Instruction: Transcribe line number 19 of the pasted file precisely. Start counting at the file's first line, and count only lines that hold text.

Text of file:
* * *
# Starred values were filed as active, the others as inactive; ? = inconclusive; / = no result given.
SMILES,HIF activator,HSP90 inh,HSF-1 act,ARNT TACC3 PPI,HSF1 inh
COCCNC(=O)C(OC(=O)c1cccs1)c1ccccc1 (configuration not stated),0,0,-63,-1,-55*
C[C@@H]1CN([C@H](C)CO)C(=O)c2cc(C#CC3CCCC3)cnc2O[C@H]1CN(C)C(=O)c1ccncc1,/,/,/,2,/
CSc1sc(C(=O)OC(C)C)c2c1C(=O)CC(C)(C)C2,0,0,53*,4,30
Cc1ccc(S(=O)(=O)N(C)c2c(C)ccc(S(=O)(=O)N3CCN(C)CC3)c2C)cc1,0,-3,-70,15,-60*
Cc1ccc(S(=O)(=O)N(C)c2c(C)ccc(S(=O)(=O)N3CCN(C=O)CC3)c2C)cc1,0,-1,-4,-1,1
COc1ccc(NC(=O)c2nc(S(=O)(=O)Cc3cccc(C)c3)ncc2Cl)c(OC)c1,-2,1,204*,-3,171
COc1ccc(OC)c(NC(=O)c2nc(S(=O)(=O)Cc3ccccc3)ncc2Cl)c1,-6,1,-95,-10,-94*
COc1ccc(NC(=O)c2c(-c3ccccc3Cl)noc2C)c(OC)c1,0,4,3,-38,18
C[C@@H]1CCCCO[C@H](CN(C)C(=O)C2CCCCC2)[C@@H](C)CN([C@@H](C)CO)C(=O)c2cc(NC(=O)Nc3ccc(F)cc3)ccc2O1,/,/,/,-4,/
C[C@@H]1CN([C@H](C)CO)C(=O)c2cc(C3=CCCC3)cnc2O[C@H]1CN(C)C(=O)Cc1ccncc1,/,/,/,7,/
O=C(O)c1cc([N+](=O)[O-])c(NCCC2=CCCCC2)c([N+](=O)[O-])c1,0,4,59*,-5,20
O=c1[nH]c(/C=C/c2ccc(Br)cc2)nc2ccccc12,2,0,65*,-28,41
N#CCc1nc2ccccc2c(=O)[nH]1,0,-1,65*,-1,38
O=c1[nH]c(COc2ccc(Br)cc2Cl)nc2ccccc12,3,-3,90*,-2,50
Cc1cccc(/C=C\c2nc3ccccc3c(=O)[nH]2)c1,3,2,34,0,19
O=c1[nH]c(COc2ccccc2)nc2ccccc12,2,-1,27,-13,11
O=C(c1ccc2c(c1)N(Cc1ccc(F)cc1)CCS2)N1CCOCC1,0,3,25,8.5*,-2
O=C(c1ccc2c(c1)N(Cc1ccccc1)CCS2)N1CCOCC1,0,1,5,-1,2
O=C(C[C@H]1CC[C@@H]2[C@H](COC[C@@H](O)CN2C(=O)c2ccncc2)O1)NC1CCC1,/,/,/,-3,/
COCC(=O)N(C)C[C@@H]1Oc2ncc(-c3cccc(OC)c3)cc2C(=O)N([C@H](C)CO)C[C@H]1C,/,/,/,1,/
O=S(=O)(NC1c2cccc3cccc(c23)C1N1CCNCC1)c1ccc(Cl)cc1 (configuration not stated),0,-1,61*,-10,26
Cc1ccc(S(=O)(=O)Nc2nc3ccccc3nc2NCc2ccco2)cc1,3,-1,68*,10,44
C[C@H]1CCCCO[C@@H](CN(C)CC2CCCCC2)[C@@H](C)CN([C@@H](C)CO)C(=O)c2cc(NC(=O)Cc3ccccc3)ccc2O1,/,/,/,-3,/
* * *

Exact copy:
O=C(c1ccc2c(c1)N(Cc1ccc(F)cc1)CCS2)N1CCOCC1,0,3,25,8.5*,-2